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Livelihood and Income: Informality and Poverty in Bangalores Slums

Supriya RoyChowdhury
1: Introduction
As a city, Bangalores history in the last six decades has undergone many changes. In the
post independence decades Bangalore was known as a garden city of retirees bunglows,
and for a significant public sector presence, as a large number of centrally owned public
sector units as well as state government owned enterprises were set up from the early to
mid nineteen fifties onwards. The city also saw the growth of several premier scientific
research institutions, set up by the central government. The citys development in the
first four decades was closely aligned with the development of the state sector.
As the era of economic reforms began, from the late 1980s, successive governments in
Karnataka, across political parties, pushed an economic reform agenda which underlined
the need to curtail public expenditure, wind down loss making public sector units and
provide multiple incentives for the states economic growth based on private sector
expansion1. As is well known, the city has now become the icon of Indias information
technology revolution, a major centre for multi national companies, international
banking, finance and hospitality, and an attractive destination for an upwardly mobile,
tech savvy middle and upper class of citizens with multiple channels of connection to the
global economy and culture. All of this has entirely transformed the citys landscape, as
real estate prices soared in the wake of the economic boom, and the horizontal
architecture of yesteryears gave way to the inevitable multi storied complexes of offices
and residences, malls and multiplexes . The large campuses of sprawling public sectors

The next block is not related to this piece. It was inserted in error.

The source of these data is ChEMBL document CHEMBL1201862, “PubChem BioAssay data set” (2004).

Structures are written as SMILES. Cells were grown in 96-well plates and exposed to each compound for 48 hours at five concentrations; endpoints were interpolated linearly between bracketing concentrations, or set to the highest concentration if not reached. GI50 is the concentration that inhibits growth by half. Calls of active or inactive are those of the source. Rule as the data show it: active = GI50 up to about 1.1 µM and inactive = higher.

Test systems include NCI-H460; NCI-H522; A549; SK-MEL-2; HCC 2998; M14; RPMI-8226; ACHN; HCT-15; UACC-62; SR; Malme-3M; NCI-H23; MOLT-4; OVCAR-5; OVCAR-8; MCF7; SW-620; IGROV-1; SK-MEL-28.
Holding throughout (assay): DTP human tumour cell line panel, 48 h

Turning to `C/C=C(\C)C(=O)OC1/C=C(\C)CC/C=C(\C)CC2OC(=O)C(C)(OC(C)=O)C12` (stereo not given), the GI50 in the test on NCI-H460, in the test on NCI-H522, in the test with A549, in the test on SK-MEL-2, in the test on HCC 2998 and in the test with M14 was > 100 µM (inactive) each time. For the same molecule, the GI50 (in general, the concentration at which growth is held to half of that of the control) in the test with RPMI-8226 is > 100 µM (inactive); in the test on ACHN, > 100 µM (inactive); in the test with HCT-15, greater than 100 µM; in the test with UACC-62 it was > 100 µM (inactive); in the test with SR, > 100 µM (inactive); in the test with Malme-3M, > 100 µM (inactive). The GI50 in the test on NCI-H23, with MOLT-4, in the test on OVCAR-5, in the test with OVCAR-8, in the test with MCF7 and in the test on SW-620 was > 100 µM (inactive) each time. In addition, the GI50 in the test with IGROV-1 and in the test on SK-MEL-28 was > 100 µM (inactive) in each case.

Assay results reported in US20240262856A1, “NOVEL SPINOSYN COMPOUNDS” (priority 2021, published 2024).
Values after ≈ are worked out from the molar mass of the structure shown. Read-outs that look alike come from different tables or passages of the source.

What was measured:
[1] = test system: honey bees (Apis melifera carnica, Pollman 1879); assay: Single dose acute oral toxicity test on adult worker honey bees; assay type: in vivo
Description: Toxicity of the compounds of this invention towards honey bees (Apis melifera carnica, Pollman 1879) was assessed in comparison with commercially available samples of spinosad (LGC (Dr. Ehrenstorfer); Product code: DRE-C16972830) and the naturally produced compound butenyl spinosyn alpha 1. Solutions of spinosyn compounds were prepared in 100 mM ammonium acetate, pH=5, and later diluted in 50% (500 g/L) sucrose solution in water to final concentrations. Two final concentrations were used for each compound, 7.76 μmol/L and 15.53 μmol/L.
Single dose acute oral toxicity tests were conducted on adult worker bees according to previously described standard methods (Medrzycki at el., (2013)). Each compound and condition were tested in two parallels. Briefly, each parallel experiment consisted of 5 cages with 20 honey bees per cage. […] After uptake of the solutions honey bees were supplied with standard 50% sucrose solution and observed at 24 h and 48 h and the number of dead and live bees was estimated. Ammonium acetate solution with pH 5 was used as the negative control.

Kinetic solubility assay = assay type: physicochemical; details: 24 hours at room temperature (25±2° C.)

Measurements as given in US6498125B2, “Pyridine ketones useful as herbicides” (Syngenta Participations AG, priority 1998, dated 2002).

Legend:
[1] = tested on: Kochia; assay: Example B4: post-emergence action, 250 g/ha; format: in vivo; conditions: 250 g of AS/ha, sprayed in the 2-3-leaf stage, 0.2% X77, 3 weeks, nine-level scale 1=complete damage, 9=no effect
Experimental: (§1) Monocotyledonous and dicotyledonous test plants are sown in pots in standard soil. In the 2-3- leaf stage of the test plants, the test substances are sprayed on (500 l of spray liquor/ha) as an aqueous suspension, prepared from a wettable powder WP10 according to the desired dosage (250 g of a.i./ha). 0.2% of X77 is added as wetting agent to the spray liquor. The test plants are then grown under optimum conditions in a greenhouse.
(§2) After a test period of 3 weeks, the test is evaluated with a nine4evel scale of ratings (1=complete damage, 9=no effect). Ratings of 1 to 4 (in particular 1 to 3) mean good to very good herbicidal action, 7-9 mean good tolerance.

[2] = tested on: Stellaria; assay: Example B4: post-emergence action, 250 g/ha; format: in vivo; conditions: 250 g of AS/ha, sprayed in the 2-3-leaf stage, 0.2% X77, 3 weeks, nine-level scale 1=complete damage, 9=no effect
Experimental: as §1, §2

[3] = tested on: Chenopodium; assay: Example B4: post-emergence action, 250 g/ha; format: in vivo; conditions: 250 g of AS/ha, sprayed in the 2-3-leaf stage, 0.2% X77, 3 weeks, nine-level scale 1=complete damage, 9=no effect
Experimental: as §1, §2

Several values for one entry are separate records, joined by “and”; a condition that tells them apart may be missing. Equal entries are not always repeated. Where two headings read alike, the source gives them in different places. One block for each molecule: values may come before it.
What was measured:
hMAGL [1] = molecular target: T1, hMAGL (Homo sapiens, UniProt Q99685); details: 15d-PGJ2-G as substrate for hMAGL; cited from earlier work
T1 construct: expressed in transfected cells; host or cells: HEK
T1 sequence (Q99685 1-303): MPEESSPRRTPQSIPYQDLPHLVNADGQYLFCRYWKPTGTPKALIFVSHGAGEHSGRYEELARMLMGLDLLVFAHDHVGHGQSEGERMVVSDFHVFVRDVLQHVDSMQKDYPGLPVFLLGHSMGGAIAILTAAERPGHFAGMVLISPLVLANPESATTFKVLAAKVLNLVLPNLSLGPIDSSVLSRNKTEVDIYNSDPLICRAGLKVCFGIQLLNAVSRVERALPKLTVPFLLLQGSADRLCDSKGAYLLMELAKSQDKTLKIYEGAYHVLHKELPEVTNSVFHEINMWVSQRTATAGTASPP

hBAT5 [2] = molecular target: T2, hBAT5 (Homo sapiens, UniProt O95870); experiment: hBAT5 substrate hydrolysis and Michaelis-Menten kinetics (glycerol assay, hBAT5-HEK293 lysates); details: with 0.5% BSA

and their employees, were transformed more into shadows of a past, as much of their
land were put up for sale, units were shut down, some companies were closed down, and
the permanent workforce in the public sector was gradually downsized and
Cities like Bangalore are important sites of contestation over the impact of globalization
and market oriented economic reforms. In cities the transformation of economic and

political structures, dramatic changes in consumption patterns, the emergence of a newly

affluent, highly mobile new upper class, and rapidly changing information and
communication channels are everyday manifestations of the processes of globalization in
individual lives as well as in broader political-economic structures. It is in cities too, that
social and economic inequalities are highly conspicuous. The gap between the rich and
the poor is not a new phenomenon in cities of the developing world. But as cities become
sites of spectacular wealth and consumption, the widening chasm between those who can
access the benefits of global marketization, and those who remain on the margins, or are
in structurally disadvantageous positions within it, becomes far more stark.


contradictory tendencies are significantly visible in Bangalore. While neo liberal ideas
that underpin globalization advocate the rolling back of the state, at the same time, the
continuing and perhaps increasing marginalization of the urban underclass highlights the
obligation of the state to balance the impact of the market on these classes. Many cities
of the developing world are caught in these emerging contradictions, of wealth and
deprivation, free market and public responsibility.

While globalization has brought some opportunities to some sections of the urban lower
classes in Bangalore, there is as yet no substantive analysis of the precise nature of these
opportunities, and more importantly, whether these translate to increased access to
economic and social resources for the urban poor and their progeny. It should be noted
that large sections of the urban underclass in Bangalore have remained untouched by the
process of globalization which appears to have offered no significant opportunities to
those, for example, who have only unskilled labour to sell.

This paper looks at urban poverty related issues in Bangalore. As mentioned above, in
recent decades Bangalore has drawn attention not only as an IT hub, but also for its high
profile development of cutting edge industries like Bio Tech, the presence of a large
number of multi national companies, international finance and global consumerist trends.
On the other hand, the typical features of urban poverty have been the decline of

For a more elaborate discussion of economic reforms pursued by successive governments in Karnataka in